These monuments are sculptures, Clark tells us, because “thinking a body in the outside world, for Picasso, involved imaging that body becoming a sculpture.”


Clark finds his way into Picasso’s head.  He tells us Monument: Head of a Woman is slight.  Picasso also sensed this and apprehensively showed it by the jauntiness of the blue sky, “a sign of space escaping him”.   Clark tells us, “The monster in the open – the body as an improbable public fact – is a problem for Picasso.”    Then in the same way you’d show support for a friend working through a life crises he adds, “I admire his courage in facing it”.


Clark tells us which paintings to lay next to each other so we can see Picasso’s development.

The years from 1927 to 1931 are intense and productive.  But they see their share of failures.  Often due to the persistent hold Cubism has on him.  Standing Nude is fitted and slotted into a left over Cubist Frame;  The Studio is Cubism put to death; Painter and Model (1928) is full of energy, but an energy that does not know when to stop.


But Picasso is slowly but surely making his way from the room to the outside.  Figure (1927) is a brilliant, merciless distillation of monster-possibilities.  Put it next to Monument: Head of a Woman, the two paintings are steps on the same difficult path.


“The point is simply that inside or out, and public and private, become matters for experiment in the run-up to 1930.”

Is it inside or out?  Is it peering in a window at us, or are we on the outside looking in?  Is it as big as a picture on the wall?   And if it is outside, it may find its way back into the closed interior.


Even Momument: Head of a Woman isn’t once and for all a public figure.   It could be hanging on the wall behind the table.


A woman is standing on the beach, facing us with the sea behind her. She is reaching over her head and with her right hand she is pulling her left arm.  She’s stretching.  Unselfconscious and confident she has no idea she’s a monster.  She is Picasso’s Nude Standing by the Sea.

She is not beautiful like Ingres’s Venus.  But our ideas of beauty are often phony, that’s why Picasso says, “There’s no such thing”.  She looks like she’s made of rock, her legs echo the shape of Courbet’s Cliffs of Etretat.  Clark tells us, “The fall of light, and the absolute worldliness of the blue – its true and wonderful lack of spirituality – keep everything in the here and now” and “The fabulous deadpan continuity of the blue as it appears in the body’s negative spaces, between the legs and in the emptiness made by the arm stretch – this lack of disruption, or even slight disconnect (where a broken-down “Cubist” ethic might have seemed to call for figure-ground conjuring tricks) – is a triumph of metaphysical tact.   Picasso has placed her firmly in the outside world!


This JuJu figure looking back over its shoulder as if “sniffing the air for predators” was one of Picasso’s first attempts to put a solitary figure in an open space.  But he lacked confidence, and when he revisited it the horizon was gone, and it appeared to have moved inside.  Scale and space are a problem, and Picasso seems uncertain about what these things are.

Going from room-space to monument is not an easy problem to solve.  This is not Picasso’s territory and monsters are not his forte.  Picasso catches himself falling back into Cubism.  Is this move into a different spatiality Picasso’s desire to look at the human from a new point-of-view?   All he knows for sure is monsters and outsiderness go together.  Cubism had a unity and wholeness that was transferable from one idea to the next.  “This is what the paintings of the late 1920’s no longer believed in.”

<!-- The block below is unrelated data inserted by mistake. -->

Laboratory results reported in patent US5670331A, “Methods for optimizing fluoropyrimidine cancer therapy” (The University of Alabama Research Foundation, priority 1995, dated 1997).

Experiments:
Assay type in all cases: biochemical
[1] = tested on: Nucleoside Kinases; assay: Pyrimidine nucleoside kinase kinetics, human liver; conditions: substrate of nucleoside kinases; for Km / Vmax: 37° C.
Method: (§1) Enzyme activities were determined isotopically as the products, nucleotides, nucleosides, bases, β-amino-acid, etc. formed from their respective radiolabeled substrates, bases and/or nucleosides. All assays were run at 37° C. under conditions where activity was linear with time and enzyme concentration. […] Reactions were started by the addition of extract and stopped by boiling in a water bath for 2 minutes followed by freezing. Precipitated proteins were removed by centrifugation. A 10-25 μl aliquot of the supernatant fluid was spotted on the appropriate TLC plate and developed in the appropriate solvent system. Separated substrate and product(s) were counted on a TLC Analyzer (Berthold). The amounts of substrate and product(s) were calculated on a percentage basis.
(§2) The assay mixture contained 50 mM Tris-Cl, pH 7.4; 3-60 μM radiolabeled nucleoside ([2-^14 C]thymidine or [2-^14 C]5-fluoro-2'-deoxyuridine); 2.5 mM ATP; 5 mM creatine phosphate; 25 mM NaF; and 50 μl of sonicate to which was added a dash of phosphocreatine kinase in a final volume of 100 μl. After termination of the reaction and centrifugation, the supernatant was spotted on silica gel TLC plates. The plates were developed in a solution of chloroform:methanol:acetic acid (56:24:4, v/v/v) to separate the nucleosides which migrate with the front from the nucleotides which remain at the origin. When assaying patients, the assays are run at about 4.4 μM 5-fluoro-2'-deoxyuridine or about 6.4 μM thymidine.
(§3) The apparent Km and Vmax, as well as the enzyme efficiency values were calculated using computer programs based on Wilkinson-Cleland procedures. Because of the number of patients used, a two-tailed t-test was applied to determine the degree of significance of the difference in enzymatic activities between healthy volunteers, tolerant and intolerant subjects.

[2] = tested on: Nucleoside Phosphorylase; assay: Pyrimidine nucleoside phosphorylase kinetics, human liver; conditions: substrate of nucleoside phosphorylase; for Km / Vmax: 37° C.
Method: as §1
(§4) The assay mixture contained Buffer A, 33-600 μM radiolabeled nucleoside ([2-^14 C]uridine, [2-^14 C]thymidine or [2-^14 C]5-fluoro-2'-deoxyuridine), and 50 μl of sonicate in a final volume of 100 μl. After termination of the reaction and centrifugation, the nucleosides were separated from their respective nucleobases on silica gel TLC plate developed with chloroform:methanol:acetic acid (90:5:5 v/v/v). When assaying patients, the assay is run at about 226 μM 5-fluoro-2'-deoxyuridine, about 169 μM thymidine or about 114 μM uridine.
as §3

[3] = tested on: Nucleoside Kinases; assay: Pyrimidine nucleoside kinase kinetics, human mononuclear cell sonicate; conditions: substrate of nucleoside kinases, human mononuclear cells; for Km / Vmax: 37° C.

“Put the skeleton Bather next to the great painting from the following year, Figures at the Seaside.   I think the latter is comic and celebratory … and what it celebrates is sufficiently clear.”  This then is a partial answer to the question: What do monsters signify?  Monstrosity is sex.



Notes taken New York Review of Books article Recreating Picasso that are related to our text:

  • Picasso derived the bizarre and interlocking forms of his painting Figures on the Seashore from an illustration of a pile of phallic ex-votos in the eighteenth-century text A Discourse on the Worship of Priapus.
  • The legs of the Nude Standing by the Sea are a visual pun on the famous cliffs of Etretat, celebrated in the paintings of Monet and Courbet.
  • Picasso’s art was always rooted in some concrete reality, no matter how unreal the imagery may seem; even his most hallucinatory pictures are representations of the people in his life and of his emotions for them. Picasso was leading a double life during this period.  His marriage was not happy and he was having an affair with a young woman he met while walking through Paris.  Many of his monstrous, surreal interior works, like Large Nude in a Red Armchair, represented his wife Olga.


Picasso’s life always seemed rich to me, but this review of his biographer and friend, John Richardson’s book left me thinking it was probably 100 times more interesting than I imagined.  I will close with the following excerpt:

‘Two weeks after that celebrated affair, Picasso attended another legendary event, Tristan Tzara’s Evening of the Bearded Heart at the Théâtre Michel. The night began peaceably enough with music by Stravinsky, Georges Auric, and Darius Milhaud, but it soon degenerated into a violent brawl between the Dadaists and the Surrealists, and the police had to intervene. Picasso thoroughly enjoyed that evening.

When not working in his studio, Picasso had a nearly inexhaustible need for social and intellectual stimulus, and he fed off the energy, and sometimes the ideas, of friends and acquaintances. According to Coco Chanel, “Picasso did a great job of hoovering up anyone in his path.” Others used more violent metaphors. Friends of the painter, especially fellow artists, sometimes compared him to a vampire, cannibal, bandit, or thief. Nonetheless many were drawn to the painter not so much because of his fame but because of his extraordinary vitality. To be in his presence was to be filled with expectation that something important or magical still could happen. Hence Gerald Murphy, for example, said of one gathering in 1923, “[Gertrude Stein] and Picasso were phenomenal together, each stimulated the other to such an extent that everyone felt recharged witnessing it.” In 1929 Léonide Massine wrote to Étienne de Beaumont, “Picasso will help us…. I am full of enthusiasm…. We will take another direction—there are so many beautiful things to be done—discuss all of this with Picasso.”’



Andrew Butterfield, “Recreating Picasso” (Review of “A Life of Picasso: The Triumphant Years: 1917–1932”, by John Richardson, Knopf, 592 pp) The New York Review of Books, December 20, 2007.  accessed April 2, 2018,